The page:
How Long Do Mushrooms Last -Everything about the shelf life of it

Perhaps you’ve cooked too much of a mushroom meal and are wondering how long to keep the leftovers. You may also be asking yourself when you can expect fresh supermarket mushrooms to spoil. And what about canned mushrooms? How long are they good for?

How long mushrooms can be kept depends largely on storage, processing and the properties and condition of the respective mushroom species. Storing them in refrigerators and freezers can increase the shelf life, slowing down the breakdown processes.

This article is about how long mushrooms last and which characteristics you can use to recognize mushrooms that have gone bad. I will also go into various methods with which you can visibly extend the shelf life.

Look at the table below to find out how long mushrooms can be kept

 Shelf life at room temperatureShelf life in the refrigeratorShelf life in the freezer
Fresh mushrooms1-2 days4-7 days9-12 months
Fresh, sliced ​​mushrooms1 day2-3 Days8-9 months
Boiled or fried mushroom dishes6-12 hours1-3 days2-3 months
Dried mushroomsUnlimited
Pickled mushrooms (unopened)2-3 months4-6 months
Pickled mushrooms (open)12-24 hours5-7 days
Unopened canned mushrooms (jar, can)1.5-2 years +
Jar and canned mushrooms (opened)6-12 hours2-3 Days1-2 months

* The times given are only estimates.

Mushrooms are naturally high in protein, even more than most vegetables. However, protein-containing foods also have the unsightly property of spoiling quickly, which is why it is always advisable to process and use mushrooms as promptly as possible.

Since heat accelerates the breakdown processes, storing the mushrooms at room temperature is not a good solution. Instead, it is better to keep them in the refrigerator or freezer.

Shelf life at room temperature (~ 15 to 22 degrees Celsius)

 Shelf life at room temperature
Fresh mushrooms1-2 days
Fresh, sliced ​​mushrooms1 day
Boiled or fried mushroom dishes6-12 hours
Dried mushroomsUnlimited
Pickled mushrooms (unopened)2-3 months
Pickled mushrooms (open)12-24 hours
Unopened canned mushrooms (jar, can)1.5-2 years +
Jar and canned mushrooms (opened)6-12 hours

* The times given are only estimates.

Keeping mushrooms at room temperature, as mentioned earlier, isn’t always the available option – but in some cases, it is the only one. In such circumstances, you should be careful not to exceed the times in the table. And if possible, keep your mushrooms to the coolest place in your home.

Fresh mushrooms – At room temperature, fresh mushrooms from the supermarket can be kept for about 1-2 days. How quickly they spoil in the end depends primarily on the prevailing temperatures. On particularly hot and humid summer days, the mushrooms could well start to rot after just 12-16 hours. 

You can increase the shelf life of chopped mushrooms up to 50% by soaking the pieces in a citric acid or hydrogen peroxide solution for 10 minutes.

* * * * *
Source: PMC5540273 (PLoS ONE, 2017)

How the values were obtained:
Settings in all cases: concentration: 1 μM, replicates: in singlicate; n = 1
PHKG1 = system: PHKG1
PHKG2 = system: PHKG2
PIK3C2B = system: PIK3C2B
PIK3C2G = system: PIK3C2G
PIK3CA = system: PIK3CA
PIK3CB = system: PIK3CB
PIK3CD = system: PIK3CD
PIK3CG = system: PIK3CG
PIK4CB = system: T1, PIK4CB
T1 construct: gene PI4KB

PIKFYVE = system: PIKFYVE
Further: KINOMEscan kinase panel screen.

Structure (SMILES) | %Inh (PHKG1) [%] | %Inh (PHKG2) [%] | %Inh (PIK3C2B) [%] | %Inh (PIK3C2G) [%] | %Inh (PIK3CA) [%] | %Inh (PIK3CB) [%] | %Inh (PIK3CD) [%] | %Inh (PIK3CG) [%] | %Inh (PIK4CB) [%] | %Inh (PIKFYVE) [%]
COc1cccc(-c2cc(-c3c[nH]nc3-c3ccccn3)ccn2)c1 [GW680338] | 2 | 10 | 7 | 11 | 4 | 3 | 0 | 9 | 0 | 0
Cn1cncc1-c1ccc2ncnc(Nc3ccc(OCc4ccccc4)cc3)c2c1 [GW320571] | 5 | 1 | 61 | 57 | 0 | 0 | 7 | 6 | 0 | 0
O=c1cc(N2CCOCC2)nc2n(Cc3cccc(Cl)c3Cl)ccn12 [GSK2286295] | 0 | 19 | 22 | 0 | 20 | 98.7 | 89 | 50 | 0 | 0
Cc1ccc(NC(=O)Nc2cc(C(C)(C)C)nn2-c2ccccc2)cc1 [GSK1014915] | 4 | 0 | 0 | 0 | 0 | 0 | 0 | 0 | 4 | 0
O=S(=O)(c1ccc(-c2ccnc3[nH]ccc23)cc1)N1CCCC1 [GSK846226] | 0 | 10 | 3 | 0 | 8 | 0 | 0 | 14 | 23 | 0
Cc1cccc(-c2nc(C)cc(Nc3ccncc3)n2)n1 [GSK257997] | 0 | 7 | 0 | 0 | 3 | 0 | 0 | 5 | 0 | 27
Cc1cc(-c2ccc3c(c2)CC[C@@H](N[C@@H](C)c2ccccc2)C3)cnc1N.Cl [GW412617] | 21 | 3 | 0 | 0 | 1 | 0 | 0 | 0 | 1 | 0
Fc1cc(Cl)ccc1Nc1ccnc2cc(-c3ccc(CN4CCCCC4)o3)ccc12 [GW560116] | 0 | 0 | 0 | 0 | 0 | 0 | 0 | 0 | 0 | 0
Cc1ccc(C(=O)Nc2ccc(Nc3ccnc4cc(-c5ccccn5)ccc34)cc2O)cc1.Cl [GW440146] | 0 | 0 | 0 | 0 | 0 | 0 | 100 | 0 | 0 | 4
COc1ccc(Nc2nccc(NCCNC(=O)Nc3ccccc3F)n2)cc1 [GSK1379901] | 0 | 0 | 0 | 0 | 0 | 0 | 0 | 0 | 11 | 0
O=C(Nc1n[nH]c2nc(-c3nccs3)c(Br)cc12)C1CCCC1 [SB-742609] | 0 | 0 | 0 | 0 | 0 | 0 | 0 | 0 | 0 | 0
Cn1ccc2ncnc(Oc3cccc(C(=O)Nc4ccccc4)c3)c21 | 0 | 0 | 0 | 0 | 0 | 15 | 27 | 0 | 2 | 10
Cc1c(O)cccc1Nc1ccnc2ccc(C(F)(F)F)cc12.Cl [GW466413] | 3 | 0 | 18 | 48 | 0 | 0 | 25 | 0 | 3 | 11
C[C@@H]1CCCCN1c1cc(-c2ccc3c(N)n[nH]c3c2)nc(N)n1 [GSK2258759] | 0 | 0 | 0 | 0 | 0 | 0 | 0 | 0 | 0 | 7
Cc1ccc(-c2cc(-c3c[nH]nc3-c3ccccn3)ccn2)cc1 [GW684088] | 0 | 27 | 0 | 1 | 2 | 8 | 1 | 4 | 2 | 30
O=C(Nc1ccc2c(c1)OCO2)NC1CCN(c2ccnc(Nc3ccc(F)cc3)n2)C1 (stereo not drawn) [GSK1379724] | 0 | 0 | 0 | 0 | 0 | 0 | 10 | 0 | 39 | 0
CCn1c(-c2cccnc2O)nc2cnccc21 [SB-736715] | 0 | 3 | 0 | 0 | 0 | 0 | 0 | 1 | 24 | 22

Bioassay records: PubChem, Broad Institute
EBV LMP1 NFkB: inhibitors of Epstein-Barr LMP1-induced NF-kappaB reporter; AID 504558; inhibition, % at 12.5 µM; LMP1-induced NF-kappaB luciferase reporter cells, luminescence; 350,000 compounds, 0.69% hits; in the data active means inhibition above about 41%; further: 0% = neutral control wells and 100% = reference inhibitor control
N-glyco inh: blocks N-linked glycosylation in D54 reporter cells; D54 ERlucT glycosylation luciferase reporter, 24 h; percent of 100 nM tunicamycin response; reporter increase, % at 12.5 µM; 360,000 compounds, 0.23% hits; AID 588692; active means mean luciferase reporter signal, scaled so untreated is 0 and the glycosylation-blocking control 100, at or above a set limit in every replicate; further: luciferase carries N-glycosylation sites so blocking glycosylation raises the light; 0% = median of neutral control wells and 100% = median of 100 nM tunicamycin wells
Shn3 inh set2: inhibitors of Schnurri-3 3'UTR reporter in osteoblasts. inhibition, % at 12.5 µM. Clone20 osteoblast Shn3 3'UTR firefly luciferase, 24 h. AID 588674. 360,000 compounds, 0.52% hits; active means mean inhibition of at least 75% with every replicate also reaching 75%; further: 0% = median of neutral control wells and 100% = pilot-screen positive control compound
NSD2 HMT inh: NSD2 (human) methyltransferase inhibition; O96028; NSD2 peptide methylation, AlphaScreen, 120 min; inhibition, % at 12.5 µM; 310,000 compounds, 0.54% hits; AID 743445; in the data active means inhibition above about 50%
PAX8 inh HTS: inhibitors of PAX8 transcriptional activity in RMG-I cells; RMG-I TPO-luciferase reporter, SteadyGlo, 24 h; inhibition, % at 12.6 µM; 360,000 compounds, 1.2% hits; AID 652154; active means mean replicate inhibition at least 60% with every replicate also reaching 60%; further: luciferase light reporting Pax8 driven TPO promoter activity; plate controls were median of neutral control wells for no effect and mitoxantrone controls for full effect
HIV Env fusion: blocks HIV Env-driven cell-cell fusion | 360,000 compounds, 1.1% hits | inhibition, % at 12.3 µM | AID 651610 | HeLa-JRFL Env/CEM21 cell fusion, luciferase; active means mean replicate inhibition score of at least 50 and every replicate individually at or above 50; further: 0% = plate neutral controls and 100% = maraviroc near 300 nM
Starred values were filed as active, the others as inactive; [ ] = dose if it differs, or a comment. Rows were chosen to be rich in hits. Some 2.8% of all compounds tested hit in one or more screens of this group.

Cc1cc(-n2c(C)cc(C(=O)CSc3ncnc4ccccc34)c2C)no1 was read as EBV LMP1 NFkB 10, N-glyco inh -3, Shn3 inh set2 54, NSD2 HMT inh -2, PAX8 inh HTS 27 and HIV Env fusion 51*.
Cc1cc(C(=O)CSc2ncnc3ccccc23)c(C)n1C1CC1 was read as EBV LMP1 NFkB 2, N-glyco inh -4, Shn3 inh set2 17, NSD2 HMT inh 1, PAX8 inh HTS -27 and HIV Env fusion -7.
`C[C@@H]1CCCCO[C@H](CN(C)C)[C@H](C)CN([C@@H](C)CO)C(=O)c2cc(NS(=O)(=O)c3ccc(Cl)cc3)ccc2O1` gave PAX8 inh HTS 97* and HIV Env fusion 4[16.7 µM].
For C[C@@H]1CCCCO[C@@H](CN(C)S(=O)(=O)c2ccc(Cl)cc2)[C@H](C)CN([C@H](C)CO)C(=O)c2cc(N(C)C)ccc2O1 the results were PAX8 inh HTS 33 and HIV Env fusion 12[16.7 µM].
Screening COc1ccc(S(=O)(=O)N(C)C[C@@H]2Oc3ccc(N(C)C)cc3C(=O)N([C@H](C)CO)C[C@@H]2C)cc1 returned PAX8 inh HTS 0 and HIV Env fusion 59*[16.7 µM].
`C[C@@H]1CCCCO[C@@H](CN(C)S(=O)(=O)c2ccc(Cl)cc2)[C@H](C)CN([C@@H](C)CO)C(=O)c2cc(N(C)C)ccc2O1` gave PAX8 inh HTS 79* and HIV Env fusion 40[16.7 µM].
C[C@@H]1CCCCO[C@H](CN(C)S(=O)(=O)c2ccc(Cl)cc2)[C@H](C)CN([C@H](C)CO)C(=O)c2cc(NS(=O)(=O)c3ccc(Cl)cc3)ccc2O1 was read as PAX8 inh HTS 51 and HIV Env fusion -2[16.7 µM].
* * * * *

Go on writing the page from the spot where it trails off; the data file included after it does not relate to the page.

Mushroom dishes – Whether cooked or fried, shouldn’t be exposed to room temperature for a long period, as they will go bad after just a few hours. Storing in the refrigerator is ideal. So that your hot meal does not increase the refrigerator’s internal temperature, it should cool down beforehand. The best way to do this is to put your mushrooms in a saucepan or something similar (if they are not already in a saucepan) and put them in a cold water bath.

Dried mushrooms – Can theoretically be kept indefinitely (at least one year), provided they are in an airtight container in a dark and cool place. If these criteria are met, the mushrooms will retain their aroma for a long time.

Pickled mushrooms – Pickled mushrooms can be stored unrefrigerated for up to 3 months if processed correctly, whereas they can only be kept for 12-24 hours after opening.

Canned mushrooms  Mushrooms in a jar or in a Can have a very long shelf life. Although a best-before date of 18-24 months is always printed on these products, this is only a guideline by the manufacturer. They can usually be eaten months, if not years, after the expiration date.

Shelf life in the refrigerator (~ 3 to 7 degrees Celsius)

 Shelf life in the refrigerator
Fresh mushrooms4-7 days
Fresh, sliced ​​mushrooms2-3 Days
Boiled or fried mushroom dishes1-3 days
Dried mushrooms
Pickled mushrooms (unopened)4-6 months
Pickled mushrooms (open)5-7 days
Unopened canned mushrooms (jar, can)
Jar and canned mushrooms (opened)2-3 Days

* The times given are only estimates.

The refrigerator is the best choice for the short-term storage of mushrooms. This form of storage can be seen when comparing the times in the room temperature and refrigerator tables. However, so that your mushrooms not only have a long shelf life but also taste like mushrooms, you should pay attention to one important thing:

Make sure that you do not stow your mushrooms (whether fresh, pickled, in the form of a dish, etc.) next to aromatic foods. It is not uncommon for mushrooms to absorb strong smells, which I think only very few people want. Personally, I wouldn’t want the mushrooms to take on a fishy or onion smell. But, who knows, maybe I’m just too sensitive.

Fresh Mushrooms – Raw mushrooms can be stored in the refrigerator for around 4-7 days without going bad. When cut, they only last half as long. Note that the shelf life, of course, also depends on the condition of the mushrooms when they were first stored. So it is hardly surprising that an overgrown mushroom goes bad much faster than a crunchy young one. The younger and fresher a mushroom is, the longer it can be kept in the refrigerator.